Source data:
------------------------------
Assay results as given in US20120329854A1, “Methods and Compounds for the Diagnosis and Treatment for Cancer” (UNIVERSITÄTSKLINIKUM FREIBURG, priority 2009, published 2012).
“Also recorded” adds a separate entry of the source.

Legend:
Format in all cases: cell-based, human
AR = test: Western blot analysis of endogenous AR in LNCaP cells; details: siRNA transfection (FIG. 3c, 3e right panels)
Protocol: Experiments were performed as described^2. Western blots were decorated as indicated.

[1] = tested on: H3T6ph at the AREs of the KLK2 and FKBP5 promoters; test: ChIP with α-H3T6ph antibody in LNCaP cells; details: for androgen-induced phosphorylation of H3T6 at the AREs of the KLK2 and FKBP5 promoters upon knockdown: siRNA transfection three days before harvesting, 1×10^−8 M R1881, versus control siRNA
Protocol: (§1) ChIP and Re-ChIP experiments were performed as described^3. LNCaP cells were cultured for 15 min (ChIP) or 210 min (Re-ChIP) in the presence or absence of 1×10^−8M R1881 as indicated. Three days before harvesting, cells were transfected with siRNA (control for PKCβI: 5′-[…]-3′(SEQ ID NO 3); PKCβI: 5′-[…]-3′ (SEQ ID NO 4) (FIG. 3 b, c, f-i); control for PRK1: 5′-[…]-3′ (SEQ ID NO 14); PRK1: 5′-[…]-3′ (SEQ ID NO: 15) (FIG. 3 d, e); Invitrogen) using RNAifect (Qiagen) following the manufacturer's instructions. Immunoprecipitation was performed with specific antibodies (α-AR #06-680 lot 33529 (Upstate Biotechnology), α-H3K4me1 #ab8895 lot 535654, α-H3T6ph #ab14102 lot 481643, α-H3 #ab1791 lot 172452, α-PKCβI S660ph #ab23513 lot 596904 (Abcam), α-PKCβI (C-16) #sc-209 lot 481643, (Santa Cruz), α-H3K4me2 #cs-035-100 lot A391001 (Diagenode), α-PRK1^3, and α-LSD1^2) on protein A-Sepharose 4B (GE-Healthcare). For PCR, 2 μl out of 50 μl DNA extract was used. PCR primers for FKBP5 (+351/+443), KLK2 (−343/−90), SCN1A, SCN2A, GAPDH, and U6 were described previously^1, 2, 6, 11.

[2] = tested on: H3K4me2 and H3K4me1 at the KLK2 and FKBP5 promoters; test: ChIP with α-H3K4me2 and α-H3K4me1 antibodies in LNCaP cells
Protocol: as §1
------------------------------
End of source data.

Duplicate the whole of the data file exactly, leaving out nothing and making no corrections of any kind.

Assay results as given in US20120329854A1, “Methods and Compounds for the Diagnosis and Treatment for Cancer” (UNIVERSITÄTSKLINIKUM FREIBURG, priority 2009, published 2012).
“Also recorded” adds a separate entry of the source.

Legend:
Format in all cases: cell-based, human
AR = test: Western blot analysis of endogenous AR in LNCaP cells; details: siRNA transfection (FIG. 3c, 3e right panels)
Protocol: Experiments were performed as described^2. Western blots were decorated as indicated.

[1] = tested on: H3T6ph at the AREs of the KLK2 and FKBP5 promoters; test: ChIP with α-H3T6ph antibody in LNCaP cells; details: for androgen-induced phosphorylation of H3T6 at the AREs of the KLK2 and FKBP5 promoters upon knockdown: siRNA transfection three days before harvesting, 1×10^−8 M R1881, versus control siRNA
Protocol: (§1) ChIP and Re-ChIP experiments were performed as described^3. LNCaP cells were cultured for 15 min (ChIP) or 210 min (Re-ChIP) in the presence or absence of 1×10^−8M R1881 as indicated. Three days before harvesting, cells were transfected with siRNA (control for PKCβI: 5′-[…]-3′(SEQ ID NO 3); PKCβI: 5′-[…]-3′ (SEQ ID NO 4) (FIG. 3 b, c, f-i); control for PRK1: 5′-[…]-3′ (SEQ ID NO 14); PRK1: 5′-[…]-3′ (SEQ ID NO: 15) (FIG. 3 d, e); Invitrogen) using RNAifect (Qiagen) following the manufacturer's instructions. Immunoprecipitation was performed with specific antibodies (α-AR #06-680 lot 33529 (Upstate Biotechnology), α-H3K4me1 #ab8895 lot 535654, α-H3T6ph #ab14102 lot 481643, α-H3 #ab1791 lot 172452, α-PKCβI S660ph #ab23513 lot 596904 (Abcam), α-PKCβI (C-16) #sc-209 lot 481643, (Santa Cruz), α-H3K4me2 #cs-035-100 lot A391001 (Diagenode), α-PRK1^3, and α-LSD1^2) on protein A-Sepharose 4B (GE-Healthcare). For PCR, 2 μl out of 50 μl DNA extract was used. PCR primers for FKBP5 (+351/+443), KLK2 (−343/−90), SCN1A, SCN2A, GAPDH, and U6 were described previously^1, 2, 6, 11.

[2] = tested on: H3K4me2 and H3K4me1 at the KLK2 and FKBP5 promoters; test: ChIP with α-H3K4me2 and α-H3K4me1 antibodies in LNCaP cells
Protocol: as §1